Using minus (-) and plus (+) to preserve trailing new lines in literal style

Finally, you can add a block indicator to inform the parser of the expected indentation. Any additional spaces will be added to the front of the value.

Side by side text showing that the vertical bar with a number sets the indention level
Block indicator

Values can be written as plain (without quotes), double quotes, or single quotes. Quoting a value is helpful if the first character of the value could lead to ambiguity. When using double quotes, backslashes and double quotes must be escaped with a backslash. When using single quotes, backslashes and double quotes don’t need to be escaped. However, to get a single quote, you must use two.

Side by side text showing how to escape characters
Escaping characters

You can identify the YAML version using a directive at the top of the file. For example, you can start a document with %YAML 1.2 to denote that this document supports version 1.2 of the YAML spec.

Side by side text showing the use of a version directive
Using version directive

You can assign a type to a value using double exclamation marks followed by the type. For example, I can change my age from the default integer to a float. So, I can report that I am 48 and a half years old.

Side by side text showing that the double bang can be used to set data type
Use of double bang

YAML supports two authoring styles: block and flow. Block uses indentation to denote structure, which is how most of us see YAML being used. YAML’s flow style can be thought of as a natural extension of JSON and uses double quotes, single quotes, square brackets, curly braces, and commas to denote structure.

Flow defines sequences written as a comma-separated list within square brackets and mappings using curly braces. The flow style is far more forgiving when it comes to spaces. You can mix both block and flow styles in the same document.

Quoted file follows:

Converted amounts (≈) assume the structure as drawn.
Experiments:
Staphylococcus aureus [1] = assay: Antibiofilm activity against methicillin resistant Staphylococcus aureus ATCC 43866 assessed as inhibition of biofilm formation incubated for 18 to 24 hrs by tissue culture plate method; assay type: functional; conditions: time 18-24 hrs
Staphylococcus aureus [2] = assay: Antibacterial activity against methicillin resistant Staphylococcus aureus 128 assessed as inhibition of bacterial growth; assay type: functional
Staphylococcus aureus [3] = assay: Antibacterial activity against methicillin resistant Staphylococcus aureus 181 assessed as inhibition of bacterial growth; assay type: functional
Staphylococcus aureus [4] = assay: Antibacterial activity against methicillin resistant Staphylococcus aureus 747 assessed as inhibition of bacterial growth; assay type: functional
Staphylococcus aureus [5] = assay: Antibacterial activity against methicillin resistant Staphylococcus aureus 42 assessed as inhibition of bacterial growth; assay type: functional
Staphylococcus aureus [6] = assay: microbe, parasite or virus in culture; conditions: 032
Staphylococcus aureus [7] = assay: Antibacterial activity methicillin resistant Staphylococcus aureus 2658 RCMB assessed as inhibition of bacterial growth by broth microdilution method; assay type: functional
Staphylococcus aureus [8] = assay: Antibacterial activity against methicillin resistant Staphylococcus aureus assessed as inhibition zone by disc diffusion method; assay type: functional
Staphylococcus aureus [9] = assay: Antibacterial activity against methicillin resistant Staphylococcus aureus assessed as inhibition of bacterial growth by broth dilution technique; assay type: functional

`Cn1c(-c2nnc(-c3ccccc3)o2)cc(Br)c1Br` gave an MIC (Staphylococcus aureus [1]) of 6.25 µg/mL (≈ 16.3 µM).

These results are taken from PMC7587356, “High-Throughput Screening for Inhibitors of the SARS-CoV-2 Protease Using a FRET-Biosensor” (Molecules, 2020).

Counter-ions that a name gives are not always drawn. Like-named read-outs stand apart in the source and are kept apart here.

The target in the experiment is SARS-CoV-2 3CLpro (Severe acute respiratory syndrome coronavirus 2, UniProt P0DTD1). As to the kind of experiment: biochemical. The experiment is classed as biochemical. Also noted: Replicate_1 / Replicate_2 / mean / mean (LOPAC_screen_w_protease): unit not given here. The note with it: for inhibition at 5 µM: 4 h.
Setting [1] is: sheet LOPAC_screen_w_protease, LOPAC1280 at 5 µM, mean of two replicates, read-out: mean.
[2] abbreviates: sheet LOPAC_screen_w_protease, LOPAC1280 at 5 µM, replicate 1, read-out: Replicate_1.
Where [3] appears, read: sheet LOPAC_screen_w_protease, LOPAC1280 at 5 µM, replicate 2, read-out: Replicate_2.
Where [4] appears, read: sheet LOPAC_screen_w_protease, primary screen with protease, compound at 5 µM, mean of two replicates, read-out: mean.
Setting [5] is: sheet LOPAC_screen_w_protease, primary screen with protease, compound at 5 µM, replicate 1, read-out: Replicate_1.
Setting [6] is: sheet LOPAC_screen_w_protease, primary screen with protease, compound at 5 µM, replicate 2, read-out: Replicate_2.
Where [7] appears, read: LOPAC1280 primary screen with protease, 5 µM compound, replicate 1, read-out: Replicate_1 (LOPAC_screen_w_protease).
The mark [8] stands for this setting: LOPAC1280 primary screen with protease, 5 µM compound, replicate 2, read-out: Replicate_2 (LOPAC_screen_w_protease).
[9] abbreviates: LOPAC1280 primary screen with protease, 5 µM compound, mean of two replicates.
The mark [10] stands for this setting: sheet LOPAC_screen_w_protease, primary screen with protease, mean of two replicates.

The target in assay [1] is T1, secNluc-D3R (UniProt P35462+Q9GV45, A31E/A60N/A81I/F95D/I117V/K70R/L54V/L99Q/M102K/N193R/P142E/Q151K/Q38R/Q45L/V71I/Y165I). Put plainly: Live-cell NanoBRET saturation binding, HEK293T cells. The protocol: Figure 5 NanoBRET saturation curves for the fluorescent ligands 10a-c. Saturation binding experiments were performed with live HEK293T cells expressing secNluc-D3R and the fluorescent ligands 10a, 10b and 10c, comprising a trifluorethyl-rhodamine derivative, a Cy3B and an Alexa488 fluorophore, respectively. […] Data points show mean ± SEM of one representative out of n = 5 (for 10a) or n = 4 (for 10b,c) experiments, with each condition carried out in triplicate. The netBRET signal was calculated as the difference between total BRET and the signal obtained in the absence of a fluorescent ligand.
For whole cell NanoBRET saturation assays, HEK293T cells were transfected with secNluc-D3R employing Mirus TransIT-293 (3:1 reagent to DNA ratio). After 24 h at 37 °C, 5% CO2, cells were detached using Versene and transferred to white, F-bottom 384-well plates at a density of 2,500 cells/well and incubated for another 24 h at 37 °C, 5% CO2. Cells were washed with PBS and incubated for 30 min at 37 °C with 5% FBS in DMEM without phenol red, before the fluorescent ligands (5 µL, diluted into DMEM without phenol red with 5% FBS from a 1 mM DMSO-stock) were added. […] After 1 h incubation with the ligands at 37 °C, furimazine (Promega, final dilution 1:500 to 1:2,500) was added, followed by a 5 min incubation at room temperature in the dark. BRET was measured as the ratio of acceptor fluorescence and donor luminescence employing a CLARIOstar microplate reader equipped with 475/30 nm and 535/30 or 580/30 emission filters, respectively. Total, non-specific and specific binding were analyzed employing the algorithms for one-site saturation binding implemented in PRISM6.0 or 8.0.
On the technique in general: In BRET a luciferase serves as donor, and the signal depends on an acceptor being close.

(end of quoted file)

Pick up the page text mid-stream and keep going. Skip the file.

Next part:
Side by side text showing block and flow styles
Use of block and flow styles

You can use a question mark to denote a key in a key-value pair. This can be useful when the key is null or the first character is a character — such as a dash or square bracket — that, without quotes, would lead to ambiguity. Using a question mark also allows the key to span multiple lines. When using a question mark, the colon must be on a separate line.

Side by side text showing the use of a question mark to name a key
Use of ? to denote key names

Tabs cannot be used for indentation; they must be converted to spaces. I always thought the number of spaces was fixed. The number of spaces is not important as long as parallel elements have the same left justification and the hierarchically-nested elements are indented further. The indentation level of a block scalar is detected from the first non-empty line.

1*enpoGSKpbIuuzAws9V0lCQ
1*MkrCdk5 lH52Z 46nKrkfw
YAML does not support tabs

Before I did the research for this article, I was always frustrated with YAML, and I wondered why it even existed. Now I understand that it adds a lot of cool features to JSON, and I can make a more informed decision on when to use it.

Editor: Chelsea Brown